Eagles expecting tough test from Redskins defense

Don’t tell the Philadelphia Eagles they’re about to face the

second-worst defense in the NFL.

The Eagles know how tough the Washington Redskins can be, even

if the statistics tell a different story. In their first meeting,

the Redskins shut down Philadelphia’s offense in a 17-12 win.

Donovan McNabb’s return to Philadelphia dominated the headlines

leading up to that game, but the Redskins defense was the reason

they won. The Eagles came in averaging 28 points per game, but

Washington knocked out Michael Vick and held Philadelphia to one

touchdown.

The Redskins (4-4) will try to stifle the Eagles (5-3) again

when the teams meet Monday night.

On paper, the Eagles should have no trouble moving the ball.

They’re averaging 25 points per game, are ranked fourth in total

yards and only Houston has allowed more yards than the

Redskins.

”The total stats are very low, but let’s make no mistake: these

guys are very, very good,” Eagles offensive coordinator Marty

Mornhinweg said Friday. ”We’ve got quite a challenge. They’ve got

excellent players across the board, very good pass rushers.

(Albert) Haynesworth is excellent. Excellent set of linebackers and

the coverage men are making plays.”

Despite giving up a ton of yards, the Redskins aren’t allowing a

lot of points. They’ve held opponents to 21 points per game, and

limited some outstanding offensive teams. In each of their four

wins, the Redskins didn’t give up more than 14.

They are tied for third with 19 takeaways and are second in

third-down efficiency at 31.8 percent. That helps keep teams off

the scoreboard.

”That’s what they live off of, those third downs and

turnovers,” Mornhinweg said. ”We’ve got to be on top of things in

this game. They’ve played some excellent offenses so the big

picture statistics are a little misleading.”

Part of the problem for Philadelphia on Oct. 3 was the offense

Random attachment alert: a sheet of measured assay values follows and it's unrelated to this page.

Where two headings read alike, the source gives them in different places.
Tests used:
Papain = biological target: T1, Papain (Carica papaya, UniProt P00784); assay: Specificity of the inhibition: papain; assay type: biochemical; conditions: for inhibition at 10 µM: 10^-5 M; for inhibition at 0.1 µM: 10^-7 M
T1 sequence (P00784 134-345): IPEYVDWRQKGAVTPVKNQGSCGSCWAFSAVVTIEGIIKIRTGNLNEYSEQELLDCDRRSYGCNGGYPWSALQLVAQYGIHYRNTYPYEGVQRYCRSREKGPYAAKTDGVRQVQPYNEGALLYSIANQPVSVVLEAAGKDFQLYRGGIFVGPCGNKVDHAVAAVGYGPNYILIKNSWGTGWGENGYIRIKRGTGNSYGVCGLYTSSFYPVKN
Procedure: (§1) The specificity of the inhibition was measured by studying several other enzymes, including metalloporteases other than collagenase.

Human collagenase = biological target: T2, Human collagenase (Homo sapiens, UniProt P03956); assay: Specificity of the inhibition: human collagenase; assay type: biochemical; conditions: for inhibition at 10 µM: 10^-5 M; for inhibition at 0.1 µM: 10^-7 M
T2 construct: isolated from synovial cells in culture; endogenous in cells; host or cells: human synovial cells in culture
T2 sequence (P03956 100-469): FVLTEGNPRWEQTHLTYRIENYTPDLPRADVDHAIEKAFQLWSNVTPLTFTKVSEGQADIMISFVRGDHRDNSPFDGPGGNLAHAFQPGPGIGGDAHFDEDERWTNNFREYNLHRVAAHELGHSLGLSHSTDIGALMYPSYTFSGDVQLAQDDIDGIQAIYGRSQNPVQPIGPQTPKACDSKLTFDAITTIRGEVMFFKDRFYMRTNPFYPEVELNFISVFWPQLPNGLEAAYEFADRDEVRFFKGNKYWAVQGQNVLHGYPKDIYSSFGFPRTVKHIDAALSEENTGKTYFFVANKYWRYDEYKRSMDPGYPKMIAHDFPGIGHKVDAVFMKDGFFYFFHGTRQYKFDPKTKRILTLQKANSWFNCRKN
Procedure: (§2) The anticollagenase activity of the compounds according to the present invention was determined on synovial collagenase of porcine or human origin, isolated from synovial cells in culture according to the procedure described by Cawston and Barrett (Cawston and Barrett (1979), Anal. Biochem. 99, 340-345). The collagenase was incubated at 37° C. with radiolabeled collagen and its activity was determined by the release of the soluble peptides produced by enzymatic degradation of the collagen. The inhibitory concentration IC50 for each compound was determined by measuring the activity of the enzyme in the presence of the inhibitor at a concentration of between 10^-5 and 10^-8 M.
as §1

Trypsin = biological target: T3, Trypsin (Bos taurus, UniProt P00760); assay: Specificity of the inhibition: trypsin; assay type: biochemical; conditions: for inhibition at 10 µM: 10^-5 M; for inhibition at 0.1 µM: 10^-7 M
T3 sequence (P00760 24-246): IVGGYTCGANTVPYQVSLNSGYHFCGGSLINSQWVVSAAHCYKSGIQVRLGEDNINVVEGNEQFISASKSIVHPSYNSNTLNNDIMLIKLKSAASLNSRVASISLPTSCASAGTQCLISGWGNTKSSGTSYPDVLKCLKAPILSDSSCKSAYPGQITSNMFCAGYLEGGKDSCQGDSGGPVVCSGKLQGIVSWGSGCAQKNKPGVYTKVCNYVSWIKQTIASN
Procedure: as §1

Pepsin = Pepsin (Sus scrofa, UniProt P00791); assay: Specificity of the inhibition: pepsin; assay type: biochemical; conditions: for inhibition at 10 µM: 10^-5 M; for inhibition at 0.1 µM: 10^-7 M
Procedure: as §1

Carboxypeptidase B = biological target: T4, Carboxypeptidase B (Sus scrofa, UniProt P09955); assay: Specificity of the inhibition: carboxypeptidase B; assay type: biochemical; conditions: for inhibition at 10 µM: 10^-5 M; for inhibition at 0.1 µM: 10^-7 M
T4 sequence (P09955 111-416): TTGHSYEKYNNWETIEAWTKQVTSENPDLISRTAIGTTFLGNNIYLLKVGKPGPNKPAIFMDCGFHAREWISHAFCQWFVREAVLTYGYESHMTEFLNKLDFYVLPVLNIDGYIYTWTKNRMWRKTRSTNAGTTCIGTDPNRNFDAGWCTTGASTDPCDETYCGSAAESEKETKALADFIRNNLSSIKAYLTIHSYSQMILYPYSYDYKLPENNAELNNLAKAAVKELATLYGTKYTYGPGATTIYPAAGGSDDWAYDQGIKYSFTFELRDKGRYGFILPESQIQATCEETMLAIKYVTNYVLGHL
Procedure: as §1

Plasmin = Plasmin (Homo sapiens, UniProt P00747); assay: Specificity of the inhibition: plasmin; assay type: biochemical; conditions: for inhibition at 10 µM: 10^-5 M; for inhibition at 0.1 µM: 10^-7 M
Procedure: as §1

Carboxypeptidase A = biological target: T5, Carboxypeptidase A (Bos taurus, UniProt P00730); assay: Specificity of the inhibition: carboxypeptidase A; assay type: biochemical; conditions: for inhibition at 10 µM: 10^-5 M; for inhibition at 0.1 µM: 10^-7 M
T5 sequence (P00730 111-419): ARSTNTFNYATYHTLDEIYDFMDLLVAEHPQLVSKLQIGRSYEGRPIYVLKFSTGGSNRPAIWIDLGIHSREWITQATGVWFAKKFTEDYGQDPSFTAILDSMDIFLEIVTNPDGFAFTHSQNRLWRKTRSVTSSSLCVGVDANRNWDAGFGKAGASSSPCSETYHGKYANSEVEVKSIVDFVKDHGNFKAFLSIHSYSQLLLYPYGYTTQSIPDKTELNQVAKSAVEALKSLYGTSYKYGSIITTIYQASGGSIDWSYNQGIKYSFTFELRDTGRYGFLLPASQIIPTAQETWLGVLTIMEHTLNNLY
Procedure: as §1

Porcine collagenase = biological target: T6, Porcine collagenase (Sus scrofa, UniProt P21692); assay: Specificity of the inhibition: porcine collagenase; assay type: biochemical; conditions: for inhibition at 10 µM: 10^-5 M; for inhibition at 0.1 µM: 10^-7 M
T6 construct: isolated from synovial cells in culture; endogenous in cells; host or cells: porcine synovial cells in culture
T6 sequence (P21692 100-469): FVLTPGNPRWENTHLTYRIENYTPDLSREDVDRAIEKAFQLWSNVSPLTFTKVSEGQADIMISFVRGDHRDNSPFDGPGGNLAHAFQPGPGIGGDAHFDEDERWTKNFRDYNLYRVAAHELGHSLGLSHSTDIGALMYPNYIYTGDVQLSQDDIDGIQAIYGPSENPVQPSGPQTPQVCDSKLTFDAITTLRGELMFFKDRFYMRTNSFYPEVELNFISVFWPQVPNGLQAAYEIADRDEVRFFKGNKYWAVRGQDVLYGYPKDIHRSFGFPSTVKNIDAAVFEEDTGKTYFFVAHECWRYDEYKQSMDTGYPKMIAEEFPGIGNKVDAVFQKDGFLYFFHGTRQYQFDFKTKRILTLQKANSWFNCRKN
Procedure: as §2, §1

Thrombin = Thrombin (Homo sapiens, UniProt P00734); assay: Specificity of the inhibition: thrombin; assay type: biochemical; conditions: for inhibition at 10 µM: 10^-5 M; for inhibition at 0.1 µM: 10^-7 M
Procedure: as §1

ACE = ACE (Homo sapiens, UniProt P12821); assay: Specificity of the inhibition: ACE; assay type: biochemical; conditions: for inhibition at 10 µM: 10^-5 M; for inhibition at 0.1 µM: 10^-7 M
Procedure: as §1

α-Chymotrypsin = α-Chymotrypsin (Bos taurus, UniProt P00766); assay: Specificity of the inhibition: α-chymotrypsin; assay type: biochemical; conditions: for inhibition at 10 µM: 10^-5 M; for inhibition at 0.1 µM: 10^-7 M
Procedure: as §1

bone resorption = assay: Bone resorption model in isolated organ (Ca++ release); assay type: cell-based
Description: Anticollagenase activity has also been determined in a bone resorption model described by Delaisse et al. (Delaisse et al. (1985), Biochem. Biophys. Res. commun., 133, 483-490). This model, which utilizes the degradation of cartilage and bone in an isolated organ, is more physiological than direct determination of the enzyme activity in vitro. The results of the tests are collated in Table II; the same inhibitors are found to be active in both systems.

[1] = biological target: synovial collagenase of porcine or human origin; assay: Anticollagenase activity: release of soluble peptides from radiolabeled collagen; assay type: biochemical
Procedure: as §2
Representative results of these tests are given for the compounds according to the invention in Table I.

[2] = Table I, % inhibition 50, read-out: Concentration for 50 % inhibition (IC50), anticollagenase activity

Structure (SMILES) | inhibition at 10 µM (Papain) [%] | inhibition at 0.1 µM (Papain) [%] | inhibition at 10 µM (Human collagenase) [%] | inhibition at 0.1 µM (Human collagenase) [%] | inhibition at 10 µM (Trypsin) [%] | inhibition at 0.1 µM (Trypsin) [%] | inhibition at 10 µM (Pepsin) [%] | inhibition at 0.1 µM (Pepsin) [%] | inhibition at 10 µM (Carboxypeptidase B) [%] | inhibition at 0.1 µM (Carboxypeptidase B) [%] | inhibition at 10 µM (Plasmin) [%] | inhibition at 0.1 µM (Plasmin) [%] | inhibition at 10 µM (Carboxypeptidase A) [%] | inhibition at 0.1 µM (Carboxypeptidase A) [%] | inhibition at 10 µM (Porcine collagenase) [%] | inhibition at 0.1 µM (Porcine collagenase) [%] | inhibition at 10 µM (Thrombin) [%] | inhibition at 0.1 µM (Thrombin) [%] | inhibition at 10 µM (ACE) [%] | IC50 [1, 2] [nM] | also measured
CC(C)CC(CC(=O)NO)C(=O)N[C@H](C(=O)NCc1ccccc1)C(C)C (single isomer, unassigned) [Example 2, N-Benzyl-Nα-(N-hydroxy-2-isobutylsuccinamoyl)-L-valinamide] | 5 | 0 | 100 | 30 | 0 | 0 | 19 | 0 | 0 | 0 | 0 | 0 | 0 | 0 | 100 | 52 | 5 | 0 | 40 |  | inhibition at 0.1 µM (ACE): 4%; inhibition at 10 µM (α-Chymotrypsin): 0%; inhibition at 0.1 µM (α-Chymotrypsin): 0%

had trouble getting into a rhythm early and then Vick got hurt.

Kevin Kolb hadn’t played since Week 1 before coming in for the last

three quarters. The Eagles almost pulled off a stunning comeback on

the final play, but Kolb’s desperation heave fell out of Jason

Avant’s hands and was intercepted by DeAngelo Hall.

The Redskins gave the Eagles a different look defensively,

employing a Cover 2 scheme.

”In this league, any team can come out and play a different

coverage at any given time, and if that’s the way they feel they

can stop you or slow you down then that’s what they’re going to

do,” Vick said. ”It’s up to you to make adjustments and do things

the right way. So, they may play Cover 2, they may play Cover 3 all

game. You never know. We’re just preparing for whatever they try to

do, and try to have something that we can do to offset what they’re

trying to do.”

Vick should make things more difficult for the Redskins this

time around. He’s perhaps the greatest scrambler in league history,

so defenders must be mindful of his ability to run. Vick, the NFL’s

top-rated passer, has also been successful staying in the pocket

this season.

”It’s Mike Vick, so it’s more or less rush with vision,”

Redskins defensive end Adam Carriker said. ”You gotta get after it

and just react to whatever he does. If you’re thinking about it,

it’s gonna affect your rush; then you’re not gonna get to him and

he’s gonna pick you apart. You can’t really worry about it too

much.

”With certain quarterbacks, you know they’re not gonna move so

you’re just trying to beat the lineman. With Mike Vick, you’re

beating the lineman but also you’re trying to keep him in your

(line of vision). I don’t know how to explain it unless you’ve

actually done it. You just go out there and you rush and you make

sure that he’s in your line of sight somewhere. With some

quarterbacks you wouldn’t even look, you’d just try to beat the

O-lineman.”